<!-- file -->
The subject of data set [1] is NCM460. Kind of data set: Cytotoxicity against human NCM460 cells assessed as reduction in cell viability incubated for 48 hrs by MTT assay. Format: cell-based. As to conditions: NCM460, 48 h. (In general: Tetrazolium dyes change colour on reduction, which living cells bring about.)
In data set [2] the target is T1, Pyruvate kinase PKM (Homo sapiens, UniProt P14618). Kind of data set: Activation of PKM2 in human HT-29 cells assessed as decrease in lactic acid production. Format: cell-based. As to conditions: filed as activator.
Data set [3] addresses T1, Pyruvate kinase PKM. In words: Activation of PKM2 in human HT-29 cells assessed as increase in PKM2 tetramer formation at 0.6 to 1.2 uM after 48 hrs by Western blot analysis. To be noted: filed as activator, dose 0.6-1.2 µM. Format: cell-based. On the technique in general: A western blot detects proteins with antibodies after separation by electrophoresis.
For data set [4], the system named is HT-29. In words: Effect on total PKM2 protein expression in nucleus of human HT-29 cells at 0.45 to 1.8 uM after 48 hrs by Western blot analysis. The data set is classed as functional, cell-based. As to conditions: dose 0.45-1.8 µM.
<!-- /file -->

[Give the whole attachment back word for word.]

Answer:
The subject of data set [1] is NCM460. Kind of data set: Cytotoxicity against human NCM460 cells assessed as reduction in cell viability incubated for 48 hrs by MTT assay. Format: cell-based. As to conditions: NCM460, 48 h. (In general: Tetrazolium dyes change colour on reduction, which living cells bring about.)
In data set [2] the target is T1, Pyruvate kinase PKM (Homo sapiens, UniProt P14618). Kind of data set: Activation of PKM2 in human HT-29 cells assessed as decrease in lactic acid production. Format: cell-based. As to conditions: filed as activator.
Data set [3] addresses T1, Pyruvate kinase PKM. In words: Activation of PKM2 in human HT-29 cells assessed as increase in PKM2 tetramer formation at 0.6 to 1.2 uM after 48 hrs by Western blot analysis. To be noted: filed as activator, dose 0.6-1.2 µM. Format: cell-based. On the technique in general: A western blot detects proteins with antibodies after separation by electrophoresis.
For data set [4], the system named is HT-29. In words: Effect on total PKM2 protein expression in nucleus of human HT-29 cells at 0.45 to 1.8 uM after 48 hrs by Western blot analysis. The data set is classed as functional, cell-based. As to conditions: dose 0.45-1.8 µM.